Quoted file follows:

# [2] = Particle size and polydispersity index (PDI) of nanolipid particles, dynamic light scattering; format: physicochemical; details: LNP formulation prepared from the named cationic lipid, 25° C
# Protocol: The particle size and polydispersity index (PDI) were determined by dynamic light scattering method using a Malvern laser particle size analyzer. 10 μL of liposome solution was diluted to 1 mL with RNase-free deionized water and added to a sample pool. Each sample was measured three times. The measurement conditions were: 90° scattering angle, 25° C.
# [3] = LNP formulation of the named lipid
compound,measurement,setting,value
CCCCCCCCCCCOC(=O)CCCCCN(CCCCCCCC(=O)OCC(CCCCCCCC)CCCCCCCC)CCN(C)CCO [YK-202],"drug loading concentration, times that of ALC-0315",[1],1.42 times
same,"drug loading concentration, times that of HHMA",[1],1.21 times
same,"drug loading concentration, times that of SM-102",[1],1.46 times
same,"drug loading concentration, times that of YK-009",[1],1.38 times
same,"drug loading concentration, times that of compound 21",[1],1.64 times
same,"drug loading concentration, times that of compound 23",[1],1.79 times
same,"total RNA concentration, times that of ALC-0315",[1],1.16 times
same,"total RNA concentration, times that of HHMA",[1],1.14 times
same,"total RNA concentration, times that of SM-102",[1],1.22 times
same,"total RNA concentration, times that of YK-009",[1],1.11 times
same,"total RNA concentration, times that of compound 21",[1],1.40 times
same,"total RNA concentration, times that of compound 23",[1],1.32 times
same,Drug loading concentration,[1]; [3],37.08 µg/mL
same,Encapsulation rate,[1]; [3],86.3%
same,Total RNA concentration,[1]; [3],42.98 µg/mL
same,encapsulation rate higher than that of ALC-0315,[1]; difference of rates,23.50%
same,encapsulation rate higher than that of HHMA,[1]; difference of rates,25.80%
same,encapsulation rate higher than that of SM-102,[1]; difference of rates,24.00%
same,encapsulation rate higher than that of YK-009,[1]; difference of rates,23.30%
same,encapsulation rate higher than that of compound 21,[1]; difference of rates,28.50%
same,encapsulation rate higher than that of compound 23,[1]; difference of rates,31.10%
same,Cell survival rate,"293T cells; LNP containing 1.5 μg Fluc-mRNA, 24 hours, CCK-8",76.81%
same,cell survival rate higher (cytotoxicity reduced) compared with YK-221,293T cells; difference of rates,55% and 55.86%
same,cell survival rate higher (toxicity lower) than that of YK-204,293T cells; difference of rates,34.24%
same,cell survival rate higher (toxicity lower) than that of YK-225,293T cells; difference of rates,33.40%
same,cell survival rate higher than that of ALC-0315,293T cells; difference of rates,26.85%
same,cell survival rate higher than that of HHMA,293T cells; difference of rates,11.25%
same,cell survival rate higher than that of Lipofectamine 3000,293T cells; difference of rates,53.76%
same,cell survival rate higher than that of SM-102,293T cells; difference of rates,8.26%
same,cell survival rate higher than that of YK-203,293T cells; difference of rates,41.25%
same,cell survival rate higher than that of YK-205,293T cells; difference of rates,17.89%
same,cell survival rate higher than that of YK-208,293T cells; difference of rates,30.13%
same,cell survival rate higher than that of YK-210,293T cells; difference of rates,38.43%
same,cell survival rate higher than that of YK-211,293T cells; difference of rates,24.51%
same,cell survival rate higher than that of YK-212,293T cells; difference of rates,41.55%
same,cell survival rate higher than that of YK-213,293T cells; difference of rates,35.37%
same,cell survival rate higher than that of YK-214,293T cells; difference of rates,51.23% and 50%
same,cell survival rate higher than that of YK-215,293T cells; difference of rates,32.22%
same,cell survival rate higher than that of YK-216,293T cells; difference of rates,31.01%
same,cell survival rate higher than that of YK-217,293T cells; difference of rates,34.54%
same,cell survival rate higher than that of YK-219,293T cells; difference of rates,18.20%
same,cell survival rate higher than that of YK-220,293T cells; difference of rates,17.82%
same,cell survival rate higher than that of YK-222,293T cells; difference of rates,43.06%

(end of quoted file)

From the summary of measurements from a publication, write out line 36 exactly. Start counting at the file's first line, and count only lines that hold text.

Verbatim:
same,cell survival rate higher than that of YK-208,293T cells; difference of rates,30.13%